Meeting the deadine

for my Golden Heart® entry took a writing marathon over the Thanksgiving weekend, but I did it.  I’ve never joined NaNoWriMo (National Novel Writing Month), but as things worked out I did write just over 20,000 words in November, more than 11,000 in the last week.  Of course I didn’t do it from scratch.  Back in August I plotted out the remainder of the book, about forty per cent, because I needed a synopsis for the Golden Pen contest.  When the unfinished manuscript made the finals of that contest, which uses the same format as the Golden Heart, I decided I’d push to finish it before the GH deadline.

Somehow the push took a while to get started.  Early in November I realized I’d have to change my ususal methods to have any chance of finishing–writing by hand in a notebook just wasn’t going to be fast enough.  So I switched to writing on the computer, and that sped up the process considerably, although it did away with my first round of edits.  I still found myself about 10,000 words short on the night before Thanksgiving.

But I still had four days almost entirely free.  Apart from Thanksgiving dinner with my neighbors and a trip to the grocery store on Saturday, I could write all weekend.  And that’s pretty much what I did.  (Well, I also played Sudoku, read other people’s blogs, snacked too much, and listened to the TV or radio in the background.)

Just short of midnight on Sunday I had a respectable complete first draft.  It needs work:  the ending is rushed, most of it hasn’t been proofread, and I’m already thinking of bits and pieces I want to add, but it satisfies the requirements for submission.  Monday evening I sat on the couch with my cat and watched TV, feeling like a kid starting Christmas vacation.  Tuesday evening I reviewed the synopsis and made a few changes–the closer I got to the end, the more the story snuck off the path, but that’s fine with me.  The last page of my outline was pretty vague.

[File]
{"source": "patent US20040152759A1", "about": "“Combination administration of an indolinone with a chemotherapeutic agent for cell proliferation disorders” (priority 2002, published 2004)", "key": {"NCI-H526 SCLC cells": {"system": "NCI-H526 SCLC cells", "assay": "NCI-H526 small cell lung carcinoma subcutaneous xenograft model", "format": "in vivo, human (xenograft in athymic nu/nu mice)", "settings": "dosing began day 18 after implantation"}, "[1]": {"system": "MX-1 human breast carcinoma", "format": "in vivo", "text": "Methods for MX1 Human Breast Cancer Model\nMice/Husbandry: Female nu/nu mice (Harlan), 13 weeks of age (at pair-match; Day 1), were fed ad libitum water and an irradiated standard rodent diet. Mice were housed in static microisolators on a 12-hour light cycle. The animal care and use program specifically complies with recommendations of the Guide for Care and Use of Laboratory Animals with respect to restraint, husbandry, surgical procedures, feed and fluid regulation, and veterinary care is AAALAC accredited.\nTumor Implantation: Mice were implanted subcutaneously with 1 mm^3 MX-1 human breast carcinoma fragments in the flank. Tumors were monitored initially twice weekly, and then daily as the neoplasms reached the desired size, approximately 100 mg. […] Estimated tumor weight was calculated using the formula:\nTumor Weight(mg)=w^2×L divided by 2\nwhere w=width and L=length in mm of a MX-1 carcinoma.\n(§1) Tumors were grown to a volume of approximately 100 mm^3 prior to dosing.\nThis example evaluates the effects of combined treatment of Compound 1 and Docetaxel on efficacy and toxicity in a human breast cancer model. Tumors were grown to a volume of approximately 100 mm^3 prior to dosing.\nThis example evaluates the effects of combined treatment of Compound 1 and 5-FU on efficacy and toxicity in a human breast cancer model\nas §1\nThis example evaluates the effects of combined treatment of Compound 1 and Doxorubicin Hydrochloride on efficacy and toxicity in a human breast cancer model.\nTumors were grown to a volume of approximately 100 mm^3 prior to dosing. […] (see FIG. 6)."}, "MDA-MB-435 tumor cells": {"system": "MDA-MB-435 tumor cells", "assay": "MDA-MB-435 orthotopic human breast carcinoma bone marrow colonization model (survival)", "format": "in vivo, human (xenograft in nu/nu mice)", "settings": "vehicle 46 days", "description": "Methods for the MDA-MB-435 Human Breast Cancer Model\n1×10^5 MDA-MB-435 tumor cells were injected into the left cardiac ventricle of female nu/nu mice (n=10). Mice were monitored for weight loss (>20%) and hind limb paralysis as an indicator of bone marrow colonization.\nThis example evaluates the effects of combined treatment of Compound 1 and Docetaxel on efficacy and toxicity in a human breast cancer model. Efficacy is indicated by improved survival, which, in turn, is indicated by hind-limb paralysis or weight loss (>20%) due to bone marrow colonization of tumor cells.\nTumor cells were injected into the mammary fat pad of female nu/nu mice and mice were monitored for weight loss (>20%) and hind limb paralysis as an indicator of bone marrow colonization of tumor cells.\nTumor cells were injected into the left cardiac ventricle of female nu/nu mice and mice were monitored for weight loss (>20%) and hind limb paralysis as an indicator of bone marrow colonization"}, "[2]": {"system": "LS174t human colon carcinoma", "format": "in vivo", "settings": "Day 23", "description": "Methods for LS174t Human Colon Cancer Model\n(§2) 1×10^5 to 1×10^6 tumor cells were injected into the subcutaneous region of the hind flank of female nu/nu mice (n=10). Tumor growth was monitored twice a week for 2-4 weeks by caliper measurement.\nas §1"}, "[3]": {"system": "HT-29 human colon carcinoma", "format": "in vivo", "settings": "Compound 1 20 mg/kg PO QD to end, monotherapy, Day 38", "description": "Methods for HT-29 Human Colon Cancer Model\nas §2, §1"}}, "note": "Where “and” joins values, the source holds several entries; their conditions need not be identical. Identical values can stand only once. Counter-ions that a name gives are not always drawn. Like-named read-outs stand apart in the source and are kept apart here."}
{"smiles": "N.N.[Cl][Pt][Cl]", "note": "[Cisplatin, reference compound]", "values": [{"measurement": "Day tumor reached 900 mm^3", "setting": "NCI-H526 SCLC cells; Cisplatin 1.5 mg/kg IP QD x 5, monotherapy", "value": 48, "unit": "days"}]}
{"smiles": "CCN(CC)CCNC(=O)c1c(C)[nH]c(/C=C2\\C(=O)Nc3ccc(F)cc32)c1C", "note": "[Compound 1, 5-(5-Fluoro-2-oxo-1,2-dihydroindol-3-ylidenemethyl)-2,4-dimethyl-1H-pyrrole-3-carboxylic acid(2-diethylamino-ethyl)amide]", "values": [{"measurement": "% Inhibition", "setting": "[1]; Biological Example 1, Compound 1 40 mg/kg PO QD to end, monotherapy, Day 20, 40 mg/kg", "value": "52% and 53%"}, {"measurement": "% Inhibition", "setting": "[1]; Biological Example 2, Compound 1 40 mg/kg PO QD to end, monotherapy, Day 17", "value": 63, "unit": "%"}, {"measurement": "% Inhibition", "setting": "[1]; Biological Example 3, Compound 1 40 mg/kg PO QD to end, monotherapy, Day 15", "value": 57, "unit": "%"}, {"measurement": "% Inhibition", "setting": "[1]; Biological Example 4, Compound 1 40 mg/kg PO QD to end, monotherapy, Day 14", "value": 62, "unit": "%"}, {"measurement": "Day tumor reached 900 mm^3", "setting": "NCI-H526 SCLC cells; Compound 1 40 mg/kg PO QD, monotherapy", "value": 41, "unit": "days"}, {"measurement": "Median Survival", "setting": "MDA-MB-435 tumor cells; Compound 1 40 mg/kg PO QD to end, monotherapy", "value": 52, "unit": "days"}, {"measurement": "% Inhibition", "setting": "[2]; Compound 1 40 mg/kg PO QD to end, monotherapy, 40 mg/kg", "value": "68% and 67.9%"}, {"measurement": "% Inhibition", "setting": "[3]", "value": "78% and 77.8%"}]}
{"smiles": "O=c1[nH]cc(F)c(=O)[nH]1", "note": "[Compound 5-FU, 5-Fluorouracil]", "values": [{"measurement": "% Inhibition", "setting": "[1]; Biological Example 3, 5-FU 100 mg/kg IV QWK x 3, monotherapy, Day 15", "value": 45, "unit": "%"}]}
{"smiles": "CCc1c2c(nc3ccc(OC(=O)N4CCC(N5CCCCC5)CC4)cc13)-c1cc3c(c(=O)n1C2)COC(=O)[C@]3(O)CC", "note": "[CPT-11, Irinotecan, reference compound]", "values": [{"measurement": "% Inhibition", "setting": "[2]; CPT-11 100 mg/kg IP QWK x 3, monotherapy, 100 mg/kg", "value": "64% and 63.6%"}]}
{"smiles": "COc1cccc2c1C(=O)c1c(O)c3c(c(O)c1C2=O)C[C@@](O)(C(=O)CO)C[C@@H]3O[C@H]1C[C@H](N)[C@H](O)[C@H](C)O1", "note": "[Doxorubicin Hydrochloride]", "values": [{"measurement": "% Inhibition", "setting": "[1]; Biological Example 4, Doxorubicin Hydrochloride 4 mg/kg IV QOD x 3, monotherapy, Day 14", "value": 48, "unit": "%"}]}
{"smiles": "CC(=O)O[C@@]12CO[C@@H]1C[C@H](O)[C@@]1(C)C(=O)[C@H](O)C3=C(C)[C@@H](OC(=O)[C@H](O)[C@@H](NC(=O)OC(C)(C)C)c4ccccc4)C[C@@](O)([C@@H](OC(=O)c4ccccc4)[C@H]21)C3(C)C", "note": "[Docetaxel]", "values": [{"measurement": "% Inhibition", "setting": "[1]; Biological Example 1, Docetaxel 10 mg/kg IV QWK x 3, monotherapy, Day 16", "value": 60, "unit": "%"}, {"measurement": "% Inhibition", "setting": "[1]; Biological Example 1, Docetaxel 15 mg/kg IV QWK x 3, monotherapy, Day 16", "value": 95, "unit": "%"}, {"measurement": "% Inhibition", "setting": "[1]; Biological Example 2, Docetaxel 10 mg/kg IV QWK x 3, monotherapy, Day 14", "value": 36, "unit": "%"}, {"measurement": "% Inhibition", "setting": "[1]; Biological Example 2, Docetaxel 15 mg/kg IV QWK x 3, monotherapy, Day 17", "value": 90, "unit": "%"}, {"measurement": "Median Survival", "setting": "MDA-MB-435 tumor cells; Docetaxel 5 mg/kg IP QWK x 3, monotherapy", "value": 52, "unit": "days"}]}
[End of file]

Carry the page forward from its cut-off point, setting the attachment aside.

By this morning I had everything ready to go (for two entries).  Jo Anne had her entry ready, and our friend Lark Howard dropped hers off.  We bundled them all up and sent them to the Romance Writers of America® national office, on the other side of Houston, via the delivery service we use for business.  By this evening I had a confirmation email from the highly efficient RWA staff.  The deadline for receipt of entries is tomorrow.

I learned quite a bit in the course of meeting my self-imposed deadline.  I can write a lot faster than I thought, at least if I have a road map to follow.  I can write a lot faster on the computer than in a notebook–but at the expense, I’m sure, of a lot of small edits and typos.  This draft will probably require more rewriting than a manuscript written at a more leisurely pace, but the total span may still be shorter.  I’ve always been pretty mich a seat-of-the-pants writer, and I don’t know if I can convert to plotting from the beginning, but I may give it a try on the next project.  And I may find that I have to write at least a hundred pages before I have any idea who my characters are or what they are going to do.  We’ll see.  After the holidays.